United States District Court, D. Connecticut
RULING ON PLAINTIFF'S MOTION TO COMPEL
Jeffrey Alker Meyer, United States District Judge.
Velmon Braswell has filed this lawsuit against numerous
officials of the Connecticut Department of Correction arising
from his alleged mistreatment by correctional officials in
2016. He has now moved to compel discovery responses in this
case. I will largely deny plaintiff's motion to compel.
of the Federal Rules of Civil Procedure sets forth the proper
scope of discovery. Parties “may obtain discovery
regarding any nonprivileged matter that is relevant to any
party's claim or defense and proportional to the needs of
the case.” Fed.R.Civ.P. 26(b)(1). Relevance and
proportionality involve consideration of “the
importance of the issues at stake in the action, the amount
in controversy, the parties' relative access to relevant
information, the parties' resources, the importance of
the discovery in resolving the issues, and whether the burden
or expense of the proposed discovery outweighs its likely
benefit.” Ibid. Even when a request seeks
relevant matter, the Court may limit such discovery when
“the discovery sought is unreasonably cumulative or
duplicative, or can be obtained from some other source that
is more convenient, less burdensome, or less
expensive.” Fed.R.Civ.P. 26(b)(2)(C)(i).
first argues that defendants' objections to his requests
were not timely. The record, however, shows that defendants
received plaintiff's requests on October 28, 2017, and
mailed their responses on November 24, 2017. Doc. #111 at 2,
4. Defendants' objections were timely asserted within the
30 days permitted under the federal rules. See Fed.
R. Civ. P. 34(b)(2)(A).
seeks responses to eight discovery requests. Doc. #108 at
14-16. The first three requests seek various information
regarding trips plaintiff made to the Stamford state
courthouse between May 25, 2016, and November 27, 2016. Doc.
#108 at 14. Defendants object on the ground that these
requests are overbroad, vague, and constitute a fishing
expedition. They argue that the operative complaint in this
case relates to incidents that occurred on specific dates.
Defendants state that if plaintiff were to revise his request
to reference only the dates of the incidents in the
complaint, they will provide the required information. Doc.
#111-2 at 2-3. In his motion, plaintiff argues only that
evidence of prior incidents of abuse by the defendants is
relevant to his claims that the defendants abused him and
that the supervisory defendants were aware of this conduct.
amended complaint includes only one incident regarding a
court trip: retaliation and use of excessive force prior to a
court trip on November 18, 2016. Doc. #106 at 8. Because
plaintiff does not allege facts suggesting that his
constitutional rights were violated on any other court trip,
the Court cannot discern how a list of other trips or the
persons involved in transport or recording of those trips
would lead to the discovery of admissible evidence.
Plaintiff's motion to compel is denied as to requests 1-3
except to the extent that it requests such information for
the court trip of November 18, 2016.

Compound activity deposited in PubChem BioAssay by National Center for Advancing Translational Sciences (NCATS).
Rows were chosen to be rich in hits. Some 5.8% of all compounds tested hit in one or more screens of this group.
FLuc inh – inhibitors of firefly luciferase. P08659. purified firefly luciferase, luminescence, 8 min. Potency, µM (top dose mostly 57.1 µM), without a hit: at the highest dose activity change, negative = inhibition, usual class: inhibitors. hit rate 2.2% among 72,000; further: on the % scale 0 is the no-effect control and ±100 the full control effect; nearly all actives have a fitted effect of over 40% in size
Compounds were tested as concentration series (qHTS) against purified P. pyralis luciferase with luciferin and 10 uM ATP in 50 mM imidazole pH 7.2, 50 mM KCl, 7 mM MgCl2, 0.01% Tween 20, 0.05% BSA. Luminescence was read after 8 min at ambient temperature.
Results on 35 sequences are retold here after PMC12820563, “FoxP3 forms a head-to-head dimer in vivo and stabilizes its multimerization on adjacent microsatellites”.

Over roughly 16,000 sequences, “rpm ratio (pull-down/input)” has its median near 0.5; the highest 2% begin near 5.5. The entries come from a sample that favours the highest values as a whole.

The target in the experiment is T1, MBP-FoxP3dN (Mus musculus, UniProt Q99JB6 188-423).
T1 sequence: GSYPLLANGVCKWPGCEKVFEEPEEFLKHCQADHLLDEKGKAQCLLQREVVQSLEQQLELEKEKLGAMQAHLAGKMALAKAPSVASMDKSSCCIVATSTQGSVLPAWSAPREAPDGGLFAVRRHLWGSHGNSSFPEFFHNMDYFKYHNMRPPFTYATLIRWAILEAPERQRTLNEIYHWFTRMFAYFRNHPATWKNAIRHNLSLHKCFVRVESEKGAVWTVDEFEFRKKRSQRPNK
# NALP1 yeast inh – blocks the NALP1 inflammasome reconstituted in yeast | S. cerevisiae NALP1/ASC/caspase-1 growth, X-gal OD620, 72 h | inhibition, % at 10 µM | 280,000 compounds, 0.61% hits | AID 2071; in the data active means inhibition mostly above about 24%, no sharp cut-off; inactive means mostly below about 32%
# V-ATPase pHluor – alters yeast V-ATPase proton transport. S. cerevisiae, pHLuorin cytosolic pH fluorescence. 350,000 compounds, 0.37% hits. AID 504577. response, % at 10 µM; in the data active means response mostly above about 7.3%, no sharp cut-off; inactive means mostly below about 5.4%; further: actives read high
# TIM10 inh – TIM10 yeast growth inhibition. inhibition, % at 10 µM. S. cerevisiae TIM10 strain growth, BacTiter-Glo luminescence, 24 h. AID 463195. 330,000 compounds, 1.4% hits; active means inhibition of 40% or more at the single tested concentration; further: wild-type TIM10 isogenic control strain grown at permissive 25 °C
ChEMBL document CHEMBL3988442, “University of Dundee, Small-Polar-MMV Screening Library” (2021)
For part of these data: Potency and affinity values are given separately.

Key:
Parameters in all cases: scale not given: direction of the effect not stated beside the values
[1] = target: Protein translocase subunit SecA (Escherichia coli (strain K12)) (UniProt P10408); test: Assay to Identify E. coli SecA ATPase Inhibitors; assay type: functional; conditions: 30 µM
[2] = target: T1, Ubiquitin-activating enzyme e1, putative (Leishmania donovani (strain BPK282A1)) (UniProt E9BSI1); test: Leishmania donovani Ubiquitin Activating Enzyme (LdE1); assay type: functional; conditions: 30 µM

fourth request, plaintiff seeks information regarding all
dates and times that he went to the prison hospital to be
transported to the University of Connecticut Health Center
and the names of the transporting officers. Doc. #108 at 15.
The defendants again object on the grounds that the request
is overbroad and vague. A review of the amended complaint
shows that plaintiff alleges in Count Two that he was taken
to the prison medical unit in a wheelchair. Doc. #106 at 5
(¶ 41). He does not allege that he was taken to the
University of Connecticut Health Center in connection with
any incident underlying the amended complaint. The Court
cannot discern why this request will lead to the discovery of
relevant evidence that is proportional to the discovery needs
of this case. Plaintiff's motion to compel is denied as
to the fourth request.
fifth request seeks copies of statements of two nurses
regarding the incident of June 13, 2016. Doc. #108 at 15.
Defendants object to this request as repetitive. Copies of
the statements were included in the incident report of June
13, 2016, that defendants provided to plaintiff in response
to his first set of interrogatories and discovery requests.
Doc. #111-2 at 3. Plaintiff does not dispute that he received
the incident report. Because plaintiff's request is
needlessly duplicative, the motion to compel is denied as
moot with regard to the fifth request.
sixth and seventh requests seek Department of Correction
policies regarding “staff ‘separation' from
prisoners” and treatment of pretrial detainees with
medical or mental health issues. The final request seeks
“any and all training that the or policie(s) on
prisoner(s) right(s) that the dept of correction(s) train the
defendant(s) on if not why not? [sic]” Doc. #108 at 15
(quotation marks omitted). Defendants object to all three
requests on the ground that plaintiff has equal access to the
Department of Correction Administrative Directives where the
information is contained. Plaintiff does not dispute his
access to the directives. Therefore, the motion to compel is
denied as to requests six, seven, and eight.
Motion to Compel (Doc. #108) is DENIED in large part and
GRANTED in part solely as to the first three requests with